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INDIANAPOLIS – The indestructible Jonathan Taylor is human.

Should that impact likely contract negotiations for Taylor this offseason?

As we wrote in the immediate aftermath of Sunday’s historic loss to the Vikings, it was time for the Colts to shut Taylor down for the rest of this season after he again aggravated a nagging right ankle injury.

Reports indicate the Colts are going to do that, with Taylor suffering a high ankle sprain on his first touch against the Vikings.

It marked the third time this season a right ankle injury caused Taylor to miss time.

He missed Weeks 5 and 6 due to his first ankle injury. After playing two games, Taylor then missed Week 9 after an aggravation.

For that reason, it’s wise for Taylor to not play again this season, and that’s not even factoring in the Colts 4-9-1 record and being on the verge of playoff elimination.

It’s the first time Taylor has dealt with any sort of injury causing him to miss time in his football career. It is an injury that has repeated itself multiple times during the season. And it’s an injury to a body part the Colts had trouble properly diagnosing for years with Shaquille Leonard.

Assuming Taylor is done for this year, he will have played 12 games in his third NFL season. He ran for 861 yards on 192 carries, scoring 4 touchdowns, this year.

Taylor’s 2022 numbers dipped in production per carry (4.5 in 2022 after 5.5 in 2021) and production per game (78.3 in 2022 after 106.5 in 2021). His workload only shrunk by two carries per game (17.5 in 2022 after 19.5 in 2022).

Entering 2022, Taylor had never missed a game or practice since prior to high school.

This is, obviously, very rare to see Taylor sidelined.

But it also brings up a bigger question regarding Taylor: how should this injury situation impact upcoming contract negotiations?

If Chris Ballard is still around, and his precedent is at play here, Taylor was heading for a contract extension in 2023.

In the Ballard era, if a Colts player is outperforming his rookie contract, a second contract comes before the final year of his rookie deal.

That’s how the Colts handled a second contract for Nyheim Hines, who was drafted in 2018 and got an extension just prior to the start of the 2021 campaign.

For Taylor, that would be this coming offseason, with the 2023 season being the final year of his original rookie contract (Taylor has a base salary of $1.67 million for next season).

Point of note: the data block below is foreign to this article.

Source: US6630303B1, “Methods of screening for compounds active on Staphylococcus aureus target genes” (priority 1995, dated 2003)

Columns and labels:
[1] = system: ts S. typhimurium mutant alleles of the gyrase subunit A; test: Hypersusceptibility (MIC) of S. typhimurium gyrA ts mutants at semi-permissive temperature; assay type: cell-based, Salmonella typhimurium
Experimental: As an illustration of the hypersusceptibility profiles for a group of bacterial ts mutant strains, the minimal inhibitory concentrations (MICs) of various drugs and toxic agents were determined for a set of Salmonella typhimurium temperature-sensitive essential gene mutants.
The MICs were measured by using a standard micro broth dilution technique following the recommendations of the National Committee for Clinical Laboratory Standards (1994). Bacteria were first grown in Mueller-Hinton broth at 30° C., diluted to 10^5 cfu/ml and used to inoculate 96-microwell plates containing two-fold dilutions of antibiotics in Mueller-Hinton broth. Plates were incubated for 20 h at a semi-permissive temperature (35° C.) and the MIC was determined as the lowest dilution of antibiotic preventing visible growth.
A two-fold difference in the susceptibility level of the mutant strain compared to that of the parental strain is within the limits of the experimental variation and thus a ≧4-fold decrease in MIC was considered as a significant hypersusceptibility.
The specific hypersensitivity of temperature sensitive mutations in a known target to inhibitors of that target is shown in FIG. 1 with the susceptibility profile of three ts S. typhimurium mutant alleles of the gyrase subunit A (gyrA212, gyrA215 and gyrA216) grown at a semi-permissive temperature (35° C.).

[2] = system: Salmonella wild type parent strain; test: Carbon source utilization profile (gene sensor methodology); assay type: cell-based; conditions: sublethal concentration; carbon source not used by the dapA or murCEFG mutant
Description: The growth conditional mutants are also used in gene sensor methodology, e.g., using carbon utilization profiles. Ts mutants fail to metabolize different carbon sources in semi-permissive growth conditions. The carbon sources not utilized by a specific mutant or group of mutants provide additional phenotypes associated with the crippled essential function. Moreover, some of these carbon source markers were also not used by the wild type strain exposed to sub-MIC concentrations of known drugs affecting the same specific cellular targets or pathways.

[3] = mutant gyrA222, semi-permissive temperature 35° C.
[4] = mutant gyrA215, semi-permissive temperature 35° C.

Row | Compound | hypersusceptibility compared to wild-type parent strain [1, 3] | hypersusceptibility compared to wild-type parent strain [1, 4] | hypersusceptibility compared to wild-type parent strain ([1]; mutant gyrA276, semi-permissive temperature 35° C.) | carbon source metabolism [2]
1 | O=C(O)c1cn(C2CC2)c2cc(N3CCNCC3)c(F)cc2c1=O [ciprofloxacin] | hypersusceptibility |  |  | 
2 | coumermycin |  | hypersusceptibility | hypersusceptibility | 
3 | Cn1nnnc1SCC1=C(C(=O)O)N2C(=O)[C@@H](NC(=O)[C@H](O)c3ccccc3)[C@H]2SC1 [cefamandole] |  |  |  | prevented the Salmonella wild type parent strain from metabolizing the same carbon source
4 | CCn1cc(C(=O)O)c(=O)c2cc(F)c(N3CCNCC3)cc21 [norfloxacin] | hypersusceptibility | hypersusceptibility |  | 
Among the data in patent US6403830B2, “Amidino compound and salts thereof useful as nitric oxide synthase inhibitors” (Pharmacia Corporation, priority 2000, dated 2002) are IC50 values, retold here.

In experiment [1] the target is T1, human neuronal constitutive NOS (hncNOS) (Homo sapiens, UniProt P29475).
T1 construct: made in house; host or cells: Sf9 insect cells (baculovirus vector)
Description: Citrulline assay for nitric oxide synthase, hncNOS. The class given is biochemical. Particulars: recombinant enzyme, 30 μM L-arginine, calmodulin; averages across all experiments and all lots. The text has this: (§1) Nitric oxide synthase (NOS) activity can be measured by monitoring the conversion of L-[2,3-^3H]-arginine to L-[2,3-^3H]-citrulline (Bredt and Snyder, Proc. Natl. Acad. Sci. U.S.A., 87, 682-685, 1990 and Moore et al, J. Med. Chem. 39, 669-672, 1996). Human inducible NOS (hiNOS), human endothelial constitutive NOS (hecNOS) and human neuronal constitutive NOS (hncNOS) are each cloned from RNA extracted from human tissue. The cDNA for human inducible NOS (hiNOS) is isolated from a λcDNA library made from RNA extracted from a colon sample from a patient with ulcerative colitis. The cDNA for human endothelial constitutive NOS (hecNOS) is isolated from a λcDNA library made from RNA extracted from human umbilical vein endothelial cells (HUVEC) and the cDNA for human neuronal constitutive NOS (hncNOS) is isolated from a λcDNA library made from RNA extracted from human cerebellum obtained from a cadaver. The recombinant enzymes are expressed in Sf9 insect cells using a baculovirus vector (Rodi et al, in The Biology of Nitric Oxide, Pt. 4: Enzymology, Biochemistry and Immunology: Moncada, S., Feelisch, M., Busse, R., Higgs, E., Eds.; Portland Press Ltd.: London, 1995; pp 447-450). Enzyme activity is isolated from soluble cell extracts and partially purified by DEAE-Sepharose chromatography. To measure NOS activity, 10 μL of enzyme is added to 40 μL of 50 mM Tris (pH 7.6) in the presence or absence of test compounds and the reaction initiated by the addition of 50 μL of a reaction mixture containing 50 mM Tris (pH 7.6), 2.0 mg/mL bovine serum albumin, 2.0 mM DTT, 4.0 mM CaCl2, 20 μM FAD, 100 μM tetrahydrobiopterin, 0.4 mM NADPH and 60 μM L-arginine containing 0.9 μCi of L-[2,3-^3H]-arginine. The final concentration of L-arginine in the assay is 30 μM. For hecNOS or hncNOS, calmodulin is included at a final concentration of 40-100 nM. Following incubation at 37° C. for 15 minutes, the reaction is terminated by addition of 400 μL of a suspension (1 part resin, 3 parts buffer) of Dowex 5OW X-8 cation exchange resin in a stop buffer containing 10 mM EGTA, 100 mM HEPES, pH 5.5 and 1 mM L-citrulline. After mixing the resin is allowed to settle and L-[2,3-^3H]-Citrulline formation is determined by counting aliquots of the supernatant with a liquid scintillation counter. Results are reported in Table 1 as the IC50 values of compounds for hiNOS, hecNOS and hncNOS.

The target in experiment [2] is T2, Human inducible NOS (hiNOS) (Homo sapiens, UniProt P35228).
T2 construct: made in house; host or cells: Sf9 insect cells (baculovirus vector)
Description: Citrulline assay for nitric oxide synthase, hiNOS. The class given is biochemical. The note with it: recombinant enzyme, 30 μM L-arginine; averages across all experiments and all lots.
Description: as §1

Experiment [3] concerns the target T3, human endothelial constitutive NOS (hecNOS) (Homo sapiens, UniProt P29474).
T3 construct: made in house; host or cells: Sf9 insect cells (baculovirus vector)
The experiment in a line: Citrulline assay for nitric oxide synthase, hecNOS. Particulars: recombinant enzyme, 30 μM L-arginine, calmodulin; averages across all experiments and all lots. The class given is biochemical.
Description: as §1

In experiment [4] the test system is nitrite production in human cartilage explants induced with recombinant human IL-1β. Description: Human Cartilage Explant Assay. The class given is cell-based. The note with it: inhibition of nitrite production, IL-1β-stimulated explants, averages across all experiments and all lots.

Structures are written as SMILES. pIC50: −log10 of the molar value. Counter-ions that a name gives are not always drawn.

But one has to wonder how Taylor’s 2022 season will impact those contract talks.

Not only is Taylor entering this offseason needing to get a handle on his right ankle injury, but he also struggled with some ball security in Year Three. Remember, fumblers were an issue for Taylor when he left Wisconsin in 2020.

Will what has happened with Hines (a lack of usage at the running back position during his second contract) or Leonard (a persistent ankle problem after signing his extension) cause Ballard to think twice about giving Taylor top dollar.

Does it matter to the Colts they were 2-1 in games without Taylor this season?

If the Colts are purely rewarding Taylor on what he’s done in three NFL seasons, there’s plenty of merit to making him the NFL’s highest paid running back (Christian McCaffrey is currently that guy at $16 million per year).

And Taylor’s injury isn’t a torn ACL or torn Achilles, which would bring many more future questions in at a position where Father Time enters the mix much earlier than others.

Positional value always gets debated when talking about running back money.

Ballard has said though you pay good players, no matter the position.

Should that line of thinking be altered though as Taylor, who turns 24 in January, heads towards his second contract?

Whether it’s injury related, a lack of third-down impact from Taylor or the position he plays, it’s going to be very interesting to see how the Colts handle paying one of their guys on the side of Lucas Oil Stadium.